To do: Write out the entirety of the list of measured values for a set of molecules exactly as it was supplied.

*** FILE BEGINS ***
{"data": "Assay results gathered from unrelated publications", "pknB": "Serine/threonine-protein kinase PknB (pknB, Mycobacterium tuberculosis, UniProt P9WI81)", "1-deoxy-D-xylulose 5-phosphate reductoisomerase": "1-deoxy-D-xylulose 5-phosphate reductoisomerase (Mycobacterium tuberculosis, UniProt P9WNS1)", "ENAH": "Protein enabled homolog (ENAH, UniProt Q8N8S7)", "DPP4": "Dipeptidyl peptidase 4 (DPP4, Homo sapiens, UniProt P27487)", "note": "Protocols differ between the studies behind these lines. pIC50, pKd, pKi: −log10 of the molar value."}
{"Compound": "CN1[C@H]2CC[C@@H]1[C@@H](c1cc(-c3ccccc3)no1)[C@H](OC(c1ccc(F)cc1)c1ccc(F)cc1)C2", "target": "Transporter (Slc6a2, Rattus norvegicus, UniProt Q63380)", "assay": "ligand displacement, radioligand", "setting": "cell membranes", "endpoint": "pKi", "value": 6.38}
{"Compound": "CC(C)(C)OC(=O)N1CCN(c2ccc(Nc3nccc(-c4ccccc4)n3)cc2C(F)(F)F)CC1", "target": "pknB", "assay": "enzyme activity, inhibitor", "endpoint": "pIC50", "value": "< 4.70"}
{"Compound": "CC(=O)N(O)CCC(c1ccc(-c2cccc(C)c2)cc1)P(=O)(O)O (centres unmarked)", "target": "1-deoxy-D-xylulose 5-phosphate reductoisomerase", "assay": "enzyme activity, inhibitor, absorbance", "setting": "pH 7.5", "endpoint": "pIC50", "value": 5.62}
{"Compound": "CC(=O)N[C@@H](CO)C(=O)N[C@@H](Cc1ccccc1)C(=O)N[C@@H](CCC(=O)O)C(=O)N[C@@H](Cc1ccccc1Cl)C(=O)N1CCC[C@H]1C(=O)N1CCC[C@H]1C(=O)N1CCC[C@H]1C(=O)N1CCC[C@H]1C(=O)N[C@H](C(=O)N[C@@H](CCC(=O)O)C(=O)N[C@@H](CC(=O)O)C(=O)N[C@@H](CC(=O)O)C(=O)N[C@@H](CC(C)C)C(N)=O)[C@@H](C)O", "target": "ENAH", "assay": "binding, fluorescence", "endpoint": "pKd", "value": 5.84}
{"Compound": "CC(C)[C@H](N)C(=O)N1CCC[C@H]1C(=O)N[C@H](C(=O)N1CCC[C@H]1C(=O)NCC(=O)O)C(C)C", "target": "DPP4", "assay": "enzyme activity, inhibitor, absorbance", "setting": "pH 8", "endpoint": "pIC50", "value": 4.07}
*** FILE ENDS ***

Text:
{"data": "Assay results gathered from unrelated publications", "pknB": "Serine/threonine-protein kinase PknB (pknB, Mycobacterium tuberculosis, UniProt P9WI81)", "1-deoxy-D-xylulose 5-phosphate reductoisomerase": "1-deoxy-D-xylulose 5-phosphate reductoisomerase (Mycobacterium tuberculosis, UniProt P9WNS1)", "ENAH": "Protein enabled homolog (ENAH, UniProt Q8N8S7)", "DPP4": "Dipeptidyl peptidase 4 (DPP4, Homo sapiens, UniProt P27487)", "note": "Protocols differ between the studies behind these lines. pIC50, pKd, pKi: −log10 of the molar value."}
{"Compound": "CN1[C@H]2CC[C@@H]1[C@@H](c1cc(-c3ccccc3)no1)[C@H](OC(c1ccc(F)cc1)c1ccc(F)cc1)C2", "target": "Transporter (Slc6a2, Rattus norvegicus, UniProt Q63380)", "assay": "ligand displacement, radioligand", "setting": "cell membranes", "endpoint": "pKi", "value": 6.38}
{"Compound": "CC(C)(C)OC(=O)N1CCN(c2ccc(Nc3nccc(-c4ccccc4)n3)cc2C(F)(F)F)CC1", "target": "pknB", "assay": "enzyme activity, inhibitor", "endpoint": "pIC50", "value": "< 4.70"}
{"Compound": "CC(=O)N(O)CCC(c1ccc(-c2cccc(C)c2)cc1)P(=O)(O)O (centres unmarked)", "target": "1-deoxy-D-xylulose 5-phosphate reductoisomerase", "assay": "enzyme activity, inhibitor, absorbance", "setting": "pH 7.5", "endpoint": "pIC50", "value": 5.62}
{"Compound": "CC(=O)N[C@@H](CO)C(=O)N[C@@H](Cc1ccccc1)C(=O)N[C@@H](CCC(=O)O)C(=O)N[C@@H](Cc1ccccc1Cl)C(=O)N1CCC[C@H]1C(=O)N1CCC[C@H]1C(=O)N1CCC[C@H]1C(=O)N1CCC[C@H]1C(=O)N[C@H](C(=O)N[C@@H](CCC(=O)O)C(=O)N[C@@H](CC(=O)O)C(=O)N[C@@H](CC(=O)O)C(=O)N[C@@H](CC(C)C)C(N)=O)[C@@H](C)O", "target": "ENAH", "assay": "binding, fluorescence", "endpoint": "pKd", "value": 5.84}
{"Compound": "CC(C)[C@H](N)C(=O)N1CCC[C@H]1C(=O)N[C@H](C(=O)N1CCC[C@H]1C(=O)NCC(=O)O)C(C)C", "target": "DPP4", "assay": "enzyme activity, inhibitor, absorbance", "setting": "pH 8", "endpoint": "pIC50", "value": 4.07}